The true test of a representative democracy

A lot of emotional rhetoric can often hide the forest. With elected representatives fleeing states as a means of getting their way, the implications of their actions may not be fully aired. Captain Ed describes The real threat to democracy in Wisconsin. It is the crucial issue even more important than the budget politics that instigated it.

The true test of a representative democracy comes not in an election, but in the aftermath of an election. If the losing party or parties recognize their loss and continue to participate in the process of governance, then representative democracy works. When the losing side refuses to participate and boycotts governance, especially in such a manner that vital legislative work is obstructed, then representative democracy itself is threatened.

Each legislative body establishes parliamentary rules that describe how it will conduct business. There are established ways to do things that are agreed upon by all parties. The filibuster rules in the U.S. Senate and the debates about whether or not to modify it that have been in the news in recent years is an example of how representatives in a republic set rules for their deliberations.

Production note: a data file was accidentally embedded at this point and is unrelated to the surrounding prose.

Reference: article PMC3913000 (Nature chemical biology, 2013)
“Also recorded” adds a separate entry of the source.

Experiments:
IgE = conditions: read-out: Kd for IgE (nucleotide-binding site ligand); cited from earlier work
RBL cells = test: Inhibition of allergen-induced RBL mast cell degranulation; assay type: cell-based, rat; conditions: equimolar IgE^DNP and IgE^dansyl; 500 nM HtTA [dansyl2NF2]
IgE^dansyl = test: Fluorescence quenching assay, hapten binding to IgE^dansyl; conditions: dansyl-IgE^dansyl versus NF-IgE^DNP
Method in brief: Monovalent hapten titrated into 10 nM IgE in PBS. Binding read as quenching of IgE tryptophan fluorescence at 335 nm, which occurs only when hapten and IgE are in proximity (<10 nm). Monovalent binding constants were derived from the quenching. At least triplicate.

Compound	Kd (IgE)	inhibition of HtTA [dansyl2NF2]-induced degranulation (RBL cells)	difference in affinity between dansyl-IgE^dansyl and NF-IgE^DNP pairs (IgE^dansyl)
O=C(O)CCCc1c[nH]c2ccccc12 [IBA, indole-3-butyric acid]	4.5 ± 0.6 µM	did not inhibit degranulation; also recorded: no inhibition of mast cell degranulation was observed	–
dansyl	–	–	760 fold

The threat, the danger to the republic, is when a group that loses an election decides to go outside of the accepted rules in order to push its way.

The fleeing Democrats have essentially stolen the will of the public and their right to self-governance. Wisconsin voters elected Republicans to majorities in both chambers and Walker as their executive by convincing margins. The minority in a representative democracy has a right to be heard, but does not have the right to stop the process of governance by shutting down the legislature. In essence, those state senators who went on the lam have attempted to overturn the last election through unprecedented and illegal obstruction and dereliction of duty. They have demonstrated the haughty arrogance of those who refuse to accept their role as public servants and instead make themselves into autocrats.

In some respects, this sort of bypassing the established process is why the Republicans won such a majority in the last election. It is also in the essence of the debate about public employee unions because the existence of mandatory unions in that sector create feedback mechanisms that bypass normal governance control methods. The result of that feedback became a campaign issue. The results of that campaign are starting to bear fruit and those who would short circuit the accepted political mechanisms should be very very careful about the territory wherein they tread.

Comments are closed.